Episode 216: Ali Berman, Bryan O’Donnell, and James Kaechele

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What does planting trees have to do with helping reduce the daily food insecurity 38 million people around the world experience? Not only is there a huge correlation between communities that are low-income food deserts and a lack of trees, but just by planting one fruit tree you could be feeding families healthy produce for over 50 years! 

Kroger’s public charity called the Zero Hunger Zero Waste Foundation (founded in 2018) supports organizations and innovators across the country who share the same vision of helping everyone around the world have access to affordable, nutritious food. They’ve connected with the Arbor Day Foundation, who’s helped plant and distribute 500 million trees in over 50 countries to help bring shade, and food and beautify communities that need it most. The Fruit Tree Planting Foundation is also on the same mission, planting fruit trees in communities around the world with the goal of planting 500 million trees in the next five years. Arbor Day may not be something you pay too much attention to, but trees can help solve so many of our issues, from sustainability challenges, carbon emissions, creating communities free of hunger, eradicating heat waves, developing resilient communities, and beautifying spaces and so much more! An issue that correlates to food insecure or food desert communities is “heat islands”, areas of cities that lack trees or green spaces. As we know, heat waves exacerbate other natural disasters and increase health issues (even death). With enough trees in these areas, some cities cooldown by up to 10 degrees, and the trees also clean air, provide oxygen, absorb carbon and clean the water where it’s needed most. 

“More and more we’re having the conversation about climate changes and all the different things trees have solutions for. We’re seeing where once trees might have been a ‘nice to have’ in the neighborhood and we’re realizing they’re a ‘must have’.” Bryan O’Donnell (5:51-6:04)

The work the Fruit Tree Planting Foundation is doing is making incredible strides toward reducing food insecurity by planting fruit trees around the world. Arborist James Kaechele, part of the FTP, reminds us just how incredible it is to think how someone, for example, brought fig tree seeds all the way from their home in Italy, immigrated here, and planted a fruit-producing tree in his backyard of Queens, New York that has been feeding people for decades. The FTP has worked with the Havasupai Tribe located at the base of the Grand Canyon to help create the first town in the country where every family has a fruit tree in their backyard.

“We’re able to work with these awesome, local community folks who are hungry, literally, for more fresh produce, and they’re going to do all kinds of things to make sure those trees get watered and cared for the decades to come.” James Kaechele (22:39-22:53)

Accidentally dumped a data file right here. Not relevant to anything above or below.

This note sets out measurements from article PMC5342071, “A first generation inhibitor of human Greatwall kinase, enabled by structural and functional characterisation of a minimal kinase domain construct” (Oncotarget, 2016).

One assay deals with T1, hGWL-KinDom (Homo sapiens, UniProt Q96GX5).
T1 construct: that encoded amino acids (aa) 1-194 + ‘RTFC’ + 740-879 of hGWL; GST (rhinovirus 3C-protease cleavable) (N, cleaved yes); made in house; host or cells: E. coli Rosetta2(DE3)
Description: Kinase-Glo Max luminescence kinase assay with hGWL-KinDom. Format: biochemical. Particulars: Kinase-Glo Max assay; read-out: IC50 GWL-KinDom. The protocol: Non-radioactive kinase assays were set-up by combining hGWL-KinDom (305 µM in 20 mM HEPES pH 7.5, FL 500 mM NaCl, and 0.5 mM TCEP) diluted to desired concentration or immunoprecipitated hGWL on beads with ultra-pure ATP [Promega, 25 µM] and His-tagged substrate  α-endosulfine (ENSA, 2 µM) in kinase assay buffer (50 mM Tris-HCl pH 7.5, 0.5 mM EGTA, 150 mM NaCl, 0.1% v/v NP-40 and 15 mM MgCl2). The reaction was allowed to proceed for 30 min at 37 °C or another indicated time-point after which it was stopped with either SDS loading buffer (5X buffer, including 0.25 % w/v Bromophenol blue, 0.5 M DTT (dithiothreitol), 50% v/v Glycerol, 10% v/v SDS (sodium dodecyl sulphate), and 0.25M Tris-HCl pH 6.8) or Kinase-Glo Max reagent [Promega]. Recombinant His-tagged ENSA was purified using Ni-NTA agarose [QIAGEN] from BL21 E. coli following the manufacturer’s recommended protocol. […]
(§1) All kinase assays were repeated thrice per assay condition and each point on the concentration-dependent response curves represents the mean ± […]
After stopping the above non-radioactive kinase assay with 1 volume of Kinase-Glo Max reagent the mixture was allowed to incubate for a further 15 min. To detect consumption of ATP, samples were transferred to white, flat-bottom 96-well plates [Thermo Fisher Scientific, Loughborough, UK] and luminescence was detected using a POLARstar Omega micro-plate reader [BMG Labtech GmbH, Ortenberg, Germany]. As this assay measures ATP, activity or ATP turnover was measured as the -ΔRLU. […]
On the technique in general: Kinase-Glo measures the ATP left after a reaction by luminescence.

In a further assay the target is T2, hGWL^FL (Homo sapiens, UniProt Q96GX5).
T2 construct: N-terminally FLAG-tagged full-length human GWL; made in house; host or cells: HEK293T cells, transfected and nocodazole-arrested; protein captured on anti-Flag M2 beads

James mentions the most difficult part of creating orchards or Agri-parks (like in Fishers, Indiana) is the initial step of transporting and planting trees in these communities. The funding and partnership work from Kroger’s Zero Hunger Zero Waste Foundation is playing a huge role in making this movement possible. Customers who shop at Kroger can donate to the foundation which is helping develop urban orchard projects and ensure the communities that need trees the most are receiving them. Trees provide essential shade, beautification, food, and resilience and are a great way to educate and bring people together, enjoying nature and each other.  Episode 216 graphic quote It’s incredible to realize all the problems that can be solved simply by planting, nurturing, and growing more trees! From climate change to natural disasters, to food insecurity and bringing communities together, the work each of these organizations is doing to create clean, healthy, natural spaces around the world is essential to our livelihood for generations to come. Think about how incredible it would be if food insecurity was no longer an issue and gorgeous orchards or gardens were available in every single community, no matter where they’re located? Planting trees that are culturally native to each area is important too, as well as educating people on how to take care of their green spaces so they keep giving back.  You can donate to the Zero Waste Zero Food Foundation at your local Kroger checkout or by visiting https://zerohungerzerowastefoundation.org/! Celebrate the 150th Arbor Day with your friends and family by enjoying your local park, finding a way to get involved with a community garden, and hugging a tree (even if you never have before)!

How to get involved

  • Join The Produce Moms Group on Facebook and continue the discussion every week!
  • Reach out to us – we’d love to hear more about where you are in life and business! Find out more here.

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